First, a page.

BSI Data Protection Brochure - accessible version - A consumer’s guide to protecting personal information
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BSI Data Protection Brochure - accessible version - A consumer’s guide to protecting personal information

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A consumer’s guide to protecting personal information...

A consumer’s guide to protecting personal information

British Standard BS 10012:2009 Data protection – specification for a personal information management system

Every time you use your supermarket reward card, contact your bank, use NHS services or buy something online, organisations collect and store certain information about you – this might be your name, address, date of birth, medical history, bank details, credit card number or even your shopping habits.

Used correctly this information can make your life easier. But, if it is used incorrectly, or falls into the wrong hands, you could become a victim of identity theft or fraud. This is where criminals use your personal information to get credit cards, open bank accounts, claim benefits, and even get new passports in your name. This could cost you dearly and take a lot of time and effort to sort out. According to the Home Office, identity theft costs UK consumers around £1.2 billion each year.¹

You can protect your personal data by keeping information in a safe place and being careful who you give your details to. But how can you be sure that organisations, such as councils, GPs, hospitals, banks, insurers, online stores and supermarkets are using your personal information correctly and keeping it safe?

The law

The Data Protection Act 1998 is there to make sure that organisations collect only relevant and accurate information, store it safely and use it correctly. The Act also gives you the right to find out what information an organisation holds about you on paper and on computer records.

But the Act doesn’t guarantee the safe-keeping of your personal data. A 2009 survey conducted by the British Standards Institution found that 1 in 5 businesses admitted to unwittingly breaching the Data Protection Act. Of these, nearly half said they had breached the Act more than once and an additional 18% said they were not sure whether they had or not.

The Data Protection Act sets out eight principles that organisations must adhere to, but it doesn’t give them any guidance on what to do or how to manage personal information effectively and lawfully.

So, even organisations that want to comply with the Act can find it confusing and difficult. British Standard BS 10012 helps to fill that gap. It has been specifically written to help organisations meet the requirements of the Data Protection Act and gives companies step by step guidance on how to manage the information they hold about their customers.

BS 10012 – The basics

The British Standard for data protection was first published in June 2009. It is the first standard of its kind in the area of data protection. The standard can be used by organisations of any size, and in any sector. It provides a clear framework for UK organisations that want to comply with data protection law, helping them to create a tailored management system for personal data.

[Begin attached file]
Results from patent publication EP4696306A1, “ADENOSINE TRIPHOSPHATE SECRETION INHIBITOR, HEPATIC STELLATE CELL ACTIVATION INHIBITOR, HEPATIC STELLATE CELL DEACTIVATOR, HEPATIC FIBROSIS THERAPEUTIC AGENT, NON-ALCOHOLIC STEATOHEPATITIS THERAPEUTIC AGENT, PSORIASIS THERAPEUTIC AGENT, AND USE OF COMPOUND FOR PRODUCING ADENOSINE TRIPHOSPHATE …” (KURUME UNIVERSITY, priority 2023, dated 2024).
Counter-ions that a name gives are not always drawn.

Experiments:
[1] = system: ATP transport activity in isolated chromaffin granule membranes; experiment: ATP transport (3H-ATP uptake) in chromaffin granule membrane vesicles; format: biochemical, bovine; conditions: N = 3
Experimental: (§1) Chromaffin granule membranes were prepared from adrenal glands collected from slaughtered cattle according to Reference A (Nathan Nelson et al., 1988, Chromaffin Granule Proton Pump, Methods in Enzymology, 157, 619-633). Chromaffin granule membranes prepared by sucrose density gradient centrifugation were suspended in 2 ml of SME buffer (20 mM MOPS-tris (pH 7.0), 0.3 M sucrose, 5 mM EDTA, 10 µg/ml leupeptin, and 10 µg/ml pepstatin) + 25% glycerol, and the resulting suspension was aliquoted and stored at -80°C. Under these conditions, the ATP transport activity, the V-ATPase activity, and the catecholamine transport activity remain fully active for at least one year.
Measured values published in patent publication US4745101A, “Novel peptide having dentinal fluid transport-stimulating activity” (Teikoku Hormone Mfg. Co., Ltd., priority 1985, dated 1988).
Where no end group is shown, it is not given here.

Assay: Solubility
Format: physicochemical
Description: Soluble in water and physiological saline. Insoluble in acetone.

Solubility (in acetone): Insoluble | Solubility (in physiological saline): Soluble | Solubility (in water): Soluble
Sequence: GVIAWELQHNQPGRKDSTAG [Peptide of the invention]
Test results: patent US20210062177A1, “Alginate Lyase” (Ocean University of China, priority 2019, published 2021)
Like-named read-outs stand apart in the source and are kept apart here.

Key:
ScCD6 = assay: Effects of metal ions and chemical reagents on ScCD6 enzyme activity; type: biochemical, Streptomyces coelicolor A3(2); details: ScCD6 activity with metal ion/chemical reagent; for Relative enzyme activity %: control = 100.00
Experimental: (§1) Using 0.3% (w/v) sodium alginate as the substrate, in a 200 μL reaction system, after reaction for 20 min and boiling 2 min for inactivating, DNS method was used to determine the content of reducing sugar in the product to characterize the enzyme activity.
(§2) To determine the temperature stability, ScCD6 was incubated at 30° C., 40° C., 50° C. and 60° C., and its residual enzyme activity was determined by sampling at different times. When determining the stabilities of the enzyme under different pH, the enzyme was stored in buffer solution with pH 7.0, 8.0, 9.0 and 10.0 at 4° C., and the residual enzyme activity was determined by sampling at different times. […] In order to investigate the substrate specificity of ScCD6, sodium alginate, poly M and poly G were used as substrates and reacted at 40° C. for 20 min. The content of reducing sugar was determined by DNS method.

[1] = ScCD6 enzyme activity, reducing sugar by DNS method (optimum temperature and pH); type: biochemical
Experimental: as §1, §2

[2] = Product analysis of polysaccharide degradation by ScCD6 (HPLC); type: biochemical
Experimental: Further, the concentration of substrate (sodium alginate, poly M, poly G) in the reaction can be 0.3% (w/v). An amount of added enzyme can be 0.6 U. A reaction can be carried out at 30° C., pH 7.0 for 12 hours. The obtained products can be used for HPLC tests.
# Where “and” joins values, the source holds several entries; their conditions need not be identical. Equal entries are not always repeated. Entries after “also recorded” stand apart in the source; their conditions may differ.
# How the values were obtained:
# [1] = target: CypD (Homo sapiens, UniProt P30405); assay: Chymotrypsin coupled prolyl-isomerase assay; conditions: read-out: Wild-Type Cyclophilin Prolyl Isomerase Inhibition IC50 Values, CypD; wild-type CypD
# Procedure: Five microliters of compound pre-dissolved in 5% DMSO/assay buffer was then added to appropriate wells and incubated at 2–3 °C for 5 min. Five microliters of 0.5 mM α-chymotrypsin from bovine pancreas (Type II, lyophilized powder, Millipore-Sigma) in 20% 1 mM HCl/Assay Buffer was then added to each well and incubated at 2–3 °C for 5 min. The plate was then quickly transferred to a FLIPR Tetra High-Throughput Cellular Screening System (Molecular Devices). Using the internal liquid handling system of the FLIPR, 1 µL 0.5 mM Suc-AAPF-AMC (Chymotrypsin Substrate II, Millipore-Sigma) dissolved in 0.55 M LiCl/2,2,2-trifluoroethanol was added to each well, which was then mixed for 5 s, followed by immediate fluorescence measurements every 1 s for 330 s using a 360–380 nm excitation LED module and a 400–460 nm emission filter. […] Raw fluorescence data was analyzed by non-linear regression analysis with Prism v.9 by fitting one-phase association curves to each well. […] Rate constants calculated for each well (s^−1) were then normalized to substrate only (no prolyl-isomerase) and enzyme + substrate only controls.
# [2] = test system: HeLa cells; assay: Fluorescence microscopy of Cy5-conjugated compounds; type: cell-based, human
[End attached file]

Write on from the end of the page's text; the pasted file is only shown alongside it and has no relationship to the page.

The standard gives detailed guidance in areas such as training and awareness, risk assessment, data sharing, retention and disposal of data and disclosure to third parties. However, the standard is voluntary so organisations do not have to sign up to it.

¹ Survey by The Identity Fraud Steering Committee (IFSC) published

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BSI Data Protection Brochure - accessible version - A consumer’s guide to protecting personal information BSI Data Protection Brochure - accessible version - A consumer’s guide to protecting personal information Document Transcript

  • A consumer’s guide to protecting personal information 01www.bsigroup.com/ConsumerStandardsA consumer’s guide to protectingpersonal informationBritish Standard BS 10012:2009 Data protection – specification fora personal information management systemEvery time you use your supermarket reward card, contact your bank, use NHS services or buysomething online, organisations collect and store certain information about you – this mightbe your name, address, date of birth, medical history, bank details, credit card number or evenyour shopping habits.Used correctly this information can make your life easier. But, if it is the Act more than once and an additional 18% said they were notused incorrectly, or falls into the wrong hands, you could become a sure whether they had or not.victim of identity theft or fraud. This is where criminals use your The Data Protection Act sets out eight principles that organisationspersonal information to get credit cards, open bank accounts, claim must adhere to, but it doesn’t give them any guidance on what tobenefits, and even get new passports in your name. This could cost do or how to manage personal information effectively and lawfully.you dearly and take a lot of time and effort to sort out. According So, even organisations that want to comply with the Act can find itto the Home Office, identity theft costs UK consumers around confusing and difficult.£1.2 billion each year.¹ British Standard BS 10012 helps to fill that gap. It has been specificallyYou can protect your personal data by keeping information in a safe written to help organisations meet the requirements of the Dataplace and being careful who you give your details to. But how can you Protection Act and gives companies step by step guidance on howbe sure that organisations, such as councils, GPs, hospitals, banks, to manage the information they hold about their customers.insurers, online stores and supermarkets are using your personalinformation correctly and keeping it safe? BS 10012 – The basicsThe law The British Standard for data protection was first published in June 2009. It is the first standard of its kind in the area of dataThe Data Protection Act 1998 is there to make sure that protection. The standard can be used by organisations of any size,organisations collect only relevant and accurate information, store and in any sector. It provides a clear framework for UK organisationsit safely and use it correctly. The Act also gives you the right to find that want to comply with data protection law, helping them to createout what information an organisation holds about you on paper a tailored management system for personal data.and on computer records.But the Act doesn’t guarantee the safe-keeping of your personal The standard gives detailed guidance in areas such as training anddata. A 2009 survey conducted by the British Standards Institution awareness, risk assessment, data sharing, retention and disposal offound that 1 in 5 businesses admitted to unwittingly breaching the data and disclosure to third parties. However, the standard isData Protection Act. Of these, nearly half said they had breached voluntary so organisations do not have to sign up to it. ¹ Survey by The Identity Fraud Steering Committee (IFSC) published October 2008 What are British Standards? The British Standards Institution (BSI) has been developing standards for over 100 years to make products and services safer for consumers. Standards set out good practice and guidelines for organisations to follow. It’s not compulsory for organisations to sign up to a standard, so you can feel confident that those that choose to comply with British Standards take safety and customer service seriously.